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‘Student-Centered’ Approach Transforms High School

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For Nancy Barile, who teaches English at Revere High School, turning around a reluctant reader meant turning on her own TV.

The student wouldn’t read or do homework, Barile said, but he was “obsessed” with The Walking Dead and urged his teacher to watch the program. So Bartile, who has taught at Revere for 21 years, made a deal: She would watch the TV show if he would read.

“He said, ‘I’ll make that deal,’” Barile told a group of education journalists visiting the Boston-area high school in May.

As a result, the student read, and the teacher got hooked on the show about a rag-tag band of survivors fighting off a zombie apocalypse.

This fall, Barile will teach an elective on “The Walking Dead,” tying it in with comic books, mythology and current events. Sixty-five students want to take it. Even the visiting journalists — attendees at the Education Writers Association’s National Seminar in Boston — had suggestions about what she could include in the course.

That’s one example of the student-centered learning approach that has been attracting attention at the only regular public high school in Revere, a city five miles north of Boston. The school has been attracting attention since it was honored for excellence by the National Center for Urban School Transformation at San Diego State University in 2014.

The 1,800-student high school serves a largely disadvantaged population. About three-fourths of students come from low-income families. Just over half are Hispanic, and for 58 percent, English is not their first language.

(Another 100 students attend SeaCoast High School in Revere because of behavior or social-emotional issues, said Revere High principal Lourenco Garcia.­­­­­­­­)

Recent data, however, suggest Revere High is beating the odds. For 10th graders, 91 percent scored proficient or better in English language arts on the state test, 74 percent in math, and 72 percent in science, based on 2015 dta. Its four-year graduation rate is 90 percent. The school emphasizes restorative practices and has an out-of-school suspension rate of 2 percent.

The visiting journalists met in the learning commons – the name for the library — with students, teachers and administrators, including Revere Public Schools Superintendent Dianne Kelly. The reporters also toured the school and observed classrooms, stopping to talk with students except for those focused on their AP calculus final. Nearly 300 students at Revere are enrolled in at least one AP course.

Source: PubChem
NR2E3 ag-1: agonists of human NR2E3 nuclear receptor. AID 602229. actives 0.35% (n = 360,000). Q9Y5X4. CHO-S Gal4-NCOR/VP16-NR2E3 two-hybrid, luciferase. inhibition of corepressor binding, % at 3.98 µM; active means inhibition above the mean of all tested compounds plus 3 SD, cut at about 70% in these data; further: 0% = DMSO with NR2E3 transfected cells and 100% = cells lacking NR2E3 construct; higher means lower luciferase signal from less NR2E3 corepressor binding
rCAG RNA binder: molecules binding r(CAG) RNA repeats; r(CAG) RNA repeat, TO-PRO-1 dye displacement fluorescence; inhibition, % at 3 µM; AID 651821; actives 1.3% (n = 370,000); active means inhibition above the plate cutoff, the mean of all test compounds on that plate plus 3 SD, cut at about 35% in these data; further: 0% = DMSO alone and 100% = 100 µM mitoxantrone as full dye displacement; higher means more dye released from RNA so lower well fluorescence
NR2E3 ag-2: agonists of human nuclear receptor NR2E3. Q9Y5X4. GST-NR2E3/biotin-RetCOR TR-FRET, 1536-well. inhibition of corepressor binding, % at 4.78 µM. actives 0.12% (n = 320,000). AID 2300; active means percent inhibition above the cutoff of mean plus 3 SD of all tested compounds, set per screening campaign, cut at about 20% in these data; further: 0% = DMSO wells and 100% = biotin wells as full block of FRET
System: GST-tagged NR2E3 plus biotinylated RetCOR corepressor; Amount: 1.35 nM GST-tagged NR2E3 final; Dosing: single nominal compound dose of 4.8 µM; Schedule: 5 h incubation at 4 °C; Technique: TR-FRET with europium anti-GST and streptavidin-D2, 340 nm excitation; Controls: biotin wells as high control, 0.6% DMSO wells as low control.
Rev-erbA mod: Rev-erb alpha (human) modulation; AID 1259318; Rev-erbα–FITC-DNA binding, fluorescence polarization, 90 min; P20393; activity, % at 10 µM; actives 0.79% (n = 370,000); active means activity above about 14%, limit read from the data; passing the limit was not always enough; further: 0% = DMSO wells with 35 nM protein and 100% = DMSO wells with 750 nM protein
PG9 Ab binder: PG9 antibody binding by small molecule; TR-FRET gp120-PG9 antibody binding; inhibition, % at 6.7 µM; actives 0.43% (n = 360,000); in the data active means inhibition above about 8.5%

Garcia, who took over the school’s helm in 2010, said that if a principal can’t change student achievement and campus climate for the better in three years, that person should “look for another job.”

Garcia and the staff — which already was looking at enhancing social and emotional learning before he arrived —  began by changing from the seven-period day to a block schedule of four 80-minute periods each day. That provided a launching pad for new approaches. Now, students generally take eight classes a year. Teachers generally teach three periods a day and have one period to prepare.

Under the old system, too much time was spent starting and stopping each period, reducing instructional time, according to Garcia. “The schedule was not working,” he said.

The school also uses the “flipped classroom” model in which students outside of class watch videos or do other assignments aimed at introducing the next day’s lesson. After completing the homework, said Revere student Samantha Karl, students walk into class knowing what they need help on and what they understand, enabling them to move onto the next material sooner.

“We get to pave our own path,” she said.

One factor that makes flipped learning possible is a one-to-one iPad initiative. Students can take the iPads home and access the school’s learning management program, Schoology, if they have Internet service at home. They also can access the internet on wifi hotspots throughout the community, including public libraries and municipal buildings. Students are also able to make use of the learning commons, which is open before and after school.

Garcia said the school’s curriculum is aligned with a core tenet of student-centered learning: “making sure not just adults dictate what’s going to be taught.”

For example, Christina Porter, the school’s director of humanities, said students generated seven potential topics for senior English, and, after a junior class poll, three were chosen. In a U.S. history classroom, Lisa Hart teaches a framework of topics on the Cold War, but when the class went deep, students chose to spend more time on the Cuban missile crisis than on Vietnam.

Lectures are minimized at Revere. “Certainly there are times the teacher needs to directly instruct or lecture, but a lot of the methods you see here are student-centered, kids in small groups, kids in teams talking to one another,” said Porter.

Garcia said the school has been working on ways to better develop relationships between teachers and students, such as through advisory groups.

“We wrap around the child, and we support the child the best we can,” Garcia said.

Kelly acknowledged Revere’s program is expensive and represents a significant investment of both public and private dollars. District funds initially were used for the turnaround work, including buying iPads and increasing staff to support the block schedule.  As the school gained attention, it has received extra support, including a grant of about $1 million a year for three years from the Nellie Mae Education Foundation, which is based in nearby Quincy, Mass.

For student Samantha Karl, the approach at Revere works so well she made this suggestion: “I would be cool with having a longer school day to be able to take more classes.”